In her landmark book on urban planning, “The Death and Life of Great American Cities”, visionary planner Jane Jacobs observed that: “Intricate minglings of different uses in cities are not a form of chaos. On the contrary, they represent a complex and highly developed form of order.”
The current trend towards mixed-use developments in urban centers like Ottawa is the realization of Jacobs’ planning philosophy. In these new shared spaces, retailers, commercial enterprises, and residents come together to make the best possible use of the limited square footage available in the downtown core. Of course, with new developments come new challenges and design constraints.
Most new mixed-use developments are planned to replace existing single-use structures which means building on the existing footprint. The architect and developer cannot afford to waste the available space on vast parking structures so the initial planning must take into account access to public transportation and design for pedestrian access. As an example, Telus House at Bank and Slater was designed with overhanging elements and newly-planted trees to provide shade for visitors and passers-by. This helps make the building more welcoming to residents and visitors alike.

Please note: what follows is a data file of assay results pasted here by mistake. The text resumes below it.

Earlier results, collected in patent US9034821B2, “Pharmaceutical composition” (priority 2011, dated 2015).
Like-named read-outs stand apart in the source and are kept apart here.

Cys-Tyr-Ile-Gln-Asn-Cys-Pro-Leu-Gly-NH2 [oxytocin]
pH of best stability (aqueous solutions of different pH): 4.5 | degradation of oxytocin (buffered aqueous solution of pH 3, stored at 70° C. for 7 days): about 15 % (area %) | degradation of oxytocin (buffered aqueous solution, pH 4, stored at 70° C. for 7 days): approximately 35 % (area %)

Another consideration is the aesthetic of the existing neighbourhood. Mixed-use buildings are meant to complement and enhance their surroundings so the planners and architects must take that into consideration and reflect elements of the adjacent properties in their design. The Slater – currently under construction on Slater Street in Ottawa – illustrates this requirement well. The buildings around it are largely classical modernist in their construction and The Slater takes that as its starting point, then updates it with the newer materials and open construction available today to provide a light, airy structure that still fits in well with the existing structures.
Experience has shown that the best configuration for a mixed-use building is retail on the main, street level floors which are easily accessible to the general public, while commerical spaces and residential or hotel units claim the higher floors. In this way, the development houses all the traditional tenants of downtown real estate in one place while still maintaining the separation and privacy they need and expect. By bringing all these uses together in one space, planners and architects are creating the kind of “urban village” advocated by Jane Jacobs as a way of making our cities more efficient and at the same time, more human.